A Kentucky man accused of attacking U.S. Senator Rand Paul outside his residence has agreed to plead guilty to a charge of assaulting a member of Congress, however he has informed investigators his reasoning was not politically motivated, officials stated on Friday.
The Republican Paul’s neighbor, Rene Boucher, 58, was charged with assaulting a member of Congress resulting in personal injury, which is a felony under federal law.
Paul was carrying headphones whereas mowing his garden when Boucher turned angered by seeing the 55-year-old senator stack brush close to Boucher’s property, the U.S. Department of Justice stated in an announcement.
Federal prosecutors will ask a judge to impose a sentence of 21 months in jail in for the Nov. 3rd assault at a gated neighborhood in Bowling Green, Kentucky, courtroom paperwork confirmed. Boucher may have face as much as 10 years behind bars.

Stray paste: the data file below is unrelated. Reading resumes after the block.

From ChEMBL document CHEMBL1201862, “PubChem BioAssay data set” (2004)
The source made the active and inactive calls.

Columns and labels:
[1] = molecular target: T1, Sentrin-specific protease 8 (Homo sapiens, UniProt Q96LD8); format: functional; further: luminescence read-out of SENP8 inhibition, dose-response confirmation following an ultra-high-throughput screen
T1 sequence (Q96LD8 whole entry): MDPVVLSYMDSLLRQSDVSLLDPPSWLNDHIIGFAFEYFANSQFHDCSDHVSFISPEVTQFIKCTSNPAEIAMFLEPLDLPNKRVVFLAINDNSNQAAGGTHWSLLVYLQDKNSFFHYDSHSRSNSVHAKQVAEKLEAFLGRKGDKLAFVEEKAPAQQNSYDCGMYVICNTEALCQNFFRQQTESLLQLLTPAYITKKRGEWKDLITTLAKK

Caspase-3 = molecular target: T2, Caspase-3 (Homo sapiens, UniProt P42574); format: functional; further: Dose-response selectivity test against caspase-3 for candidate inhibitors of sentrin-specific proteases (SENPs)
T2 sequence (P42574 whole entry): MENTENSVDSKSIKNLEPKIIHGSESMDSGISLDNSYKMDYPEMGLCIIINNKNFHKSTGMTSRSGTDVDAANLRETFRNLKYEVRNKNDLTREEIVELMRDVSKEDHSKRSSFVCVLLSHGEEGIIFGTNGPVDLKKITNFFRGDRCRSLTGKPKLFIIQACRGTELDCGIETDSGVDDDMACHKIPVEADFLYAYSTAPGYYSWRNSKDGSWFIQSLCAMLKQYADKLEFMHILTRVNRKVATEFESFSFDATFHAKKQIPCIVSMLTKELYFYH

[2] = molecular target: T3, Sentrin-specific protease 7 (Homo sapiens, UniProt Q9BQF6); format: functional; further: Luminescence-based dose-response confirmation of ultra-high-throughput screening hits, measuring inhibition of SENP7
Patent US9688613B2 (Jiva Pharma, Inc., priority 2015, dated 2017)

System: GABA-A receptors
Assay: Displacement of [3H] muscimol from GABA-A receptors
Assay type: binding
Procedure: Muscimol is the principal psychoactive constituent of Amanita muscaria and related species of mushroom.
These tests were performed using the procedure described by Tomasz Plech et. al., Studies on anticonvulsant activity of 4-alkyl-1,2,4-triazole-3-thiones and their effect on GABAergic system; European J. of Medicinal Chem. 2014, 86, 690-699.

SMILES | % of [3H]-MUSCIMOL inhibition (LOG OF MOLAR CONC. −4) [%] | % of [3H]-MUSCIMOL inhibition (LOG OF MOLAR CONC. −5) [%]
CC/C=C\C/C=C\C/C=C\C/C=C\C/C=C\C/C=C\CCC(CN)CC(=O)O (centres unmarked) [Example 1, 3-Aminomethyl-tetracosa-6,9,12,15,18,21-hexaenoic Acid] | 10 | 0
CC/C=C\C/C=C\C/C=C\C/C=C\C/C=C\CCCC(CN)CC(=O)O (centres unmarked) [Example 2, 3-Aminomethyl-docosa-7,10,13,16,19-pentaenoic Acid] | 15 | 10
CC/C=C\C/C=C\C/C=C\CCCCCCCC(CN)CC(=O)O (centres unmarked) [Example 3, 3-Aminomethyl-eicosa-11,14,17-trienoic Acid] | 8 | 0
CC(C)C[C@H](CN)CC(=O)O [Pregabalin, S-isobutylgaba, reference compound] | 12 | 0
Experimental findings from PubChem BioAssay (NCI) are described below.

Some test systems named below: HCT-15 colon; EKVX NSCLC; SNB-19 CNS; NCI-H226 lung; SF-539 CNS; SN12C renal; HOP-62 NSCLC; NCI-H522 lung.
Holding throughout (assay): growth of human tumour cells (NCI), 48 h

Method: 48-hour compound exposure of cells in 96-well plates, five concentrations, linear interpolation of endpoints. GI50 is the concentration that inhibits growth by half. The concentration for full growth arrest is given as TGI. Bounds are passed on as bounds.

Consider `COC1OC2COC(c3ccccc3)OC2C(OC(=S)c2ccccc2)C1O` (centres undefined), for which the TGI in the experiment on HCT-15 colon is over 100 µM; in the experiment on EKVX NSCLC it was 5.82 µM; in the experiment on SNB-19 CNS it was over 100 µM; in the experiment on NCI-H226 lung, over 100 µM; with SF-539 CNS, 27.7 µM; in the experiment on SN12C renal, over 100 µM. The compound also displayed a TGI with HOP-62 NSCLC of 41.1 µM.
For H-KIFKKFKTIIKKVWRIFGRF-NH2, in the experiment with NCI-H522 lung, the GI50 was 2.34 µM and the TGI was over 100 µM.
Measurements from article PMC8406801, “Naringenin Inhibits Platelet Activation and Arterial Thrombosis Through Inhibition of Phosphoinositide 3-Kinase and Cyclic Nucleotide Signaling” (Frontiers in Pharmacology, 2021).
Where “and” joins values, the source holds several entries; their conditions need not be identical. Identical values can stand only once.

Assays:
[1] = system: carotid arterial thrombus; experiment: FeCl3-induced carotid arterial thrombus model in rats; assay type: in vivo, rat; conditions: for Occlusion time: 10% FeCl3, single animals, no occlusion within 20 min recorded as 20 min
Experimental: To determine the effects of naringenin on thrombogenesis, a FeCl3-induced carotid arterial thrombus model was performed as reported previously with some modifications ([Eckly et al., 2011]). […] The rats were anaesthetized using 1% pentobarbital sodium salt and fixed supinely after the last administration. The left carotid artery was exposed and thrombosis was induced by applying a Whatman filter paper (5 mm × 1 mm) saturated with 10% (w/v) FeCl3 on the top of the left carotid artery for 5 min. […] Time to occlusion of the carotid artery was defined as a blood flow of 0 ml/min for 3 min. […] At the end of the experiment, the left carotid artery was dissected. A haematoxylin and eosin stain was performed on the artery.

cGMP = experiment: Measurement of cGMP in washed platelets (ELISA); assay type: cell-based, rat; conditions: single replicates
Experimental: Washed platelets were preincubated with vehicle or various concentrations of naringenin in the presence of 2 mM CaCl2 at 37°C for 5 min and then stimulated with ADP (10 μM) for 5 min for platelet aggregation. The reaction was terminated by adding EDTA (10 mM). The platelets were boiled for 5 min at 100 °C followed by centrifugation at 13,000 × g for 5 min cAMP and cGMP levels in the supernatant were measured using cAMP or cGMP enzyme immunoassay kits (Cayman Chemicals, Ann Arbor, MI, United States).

Boucher had “had enough” and he ran onto Paul’s yard and tackled him, the statement mentioned, causing Paul to endure multiple fractured ribs in addition to complications that meant he contracted pneumonia.
The assault raised questions on whether or not Paul had been targeted due to his politics. But Boucher, who like Paul is a doctor, informed investigators that was not the case, the statement read.
Boucher’s lawyer, Matthew Baker, stated the pair had a long-standing dispute over property upkeep.
“Dr. Boucher is a very meticulous sort of fellow,” Baker stated. “He continues to be a very regretful and very remorseful. I know that he wishes that it had never happened.”
A spokesman for Paul declined to comment on the federal charge.
Josh Minkler, U.S. Attorney for the Southern District of Indiana, stated assaulting a member of Congress was an offense that the authorities take very seriously.
Minkler was assigned to the case following the recusal of the U.S. Attorney’s Office for the western district of Kentucky, the place the assault occurred.
No date has been set for the taking of Boucher’s guilty plea and sentencing. Boucher had beforehand pleaded not guilty to a misdemeanor assault charge that was levied by local prosecutors in Kentucky in reference to the incident.